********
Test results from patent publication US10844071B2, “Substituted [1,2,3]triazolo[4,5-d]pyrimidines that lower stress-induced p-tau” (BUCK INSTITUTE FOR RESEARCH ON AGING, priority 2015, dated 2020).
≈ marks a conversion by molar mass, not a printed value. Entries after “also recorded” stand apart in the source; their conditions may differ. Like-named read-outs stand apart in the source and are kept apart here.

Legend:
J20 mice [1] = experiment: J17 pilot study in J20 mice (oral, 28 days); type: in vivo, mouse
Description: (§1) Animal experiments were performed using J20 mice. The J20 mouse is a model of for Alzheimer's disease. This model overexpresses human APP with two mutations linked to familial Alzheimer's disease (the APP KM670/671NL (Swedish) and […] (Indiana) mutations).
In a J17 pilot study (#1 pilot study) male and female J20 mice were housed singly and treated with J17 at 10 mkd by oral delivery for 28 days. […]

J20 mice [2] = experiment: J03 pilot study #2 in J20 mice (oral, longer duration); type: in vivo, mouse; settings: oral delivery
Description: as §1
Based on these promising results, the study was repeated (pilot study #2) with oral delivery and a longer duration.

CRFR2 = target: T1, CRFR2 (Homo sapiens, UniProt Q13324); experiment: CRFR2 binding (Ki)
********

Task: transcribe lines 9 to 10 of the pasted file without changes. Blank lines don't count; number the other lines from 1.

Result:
Based on these promising results, the study was repeated (pilot study #2) with oral delivery and a longer duration.

CRFR2 = target: T1, CRFR2 (Homo sapiens, UniProt Q13324); experiment: CRFR2 binding (Ki)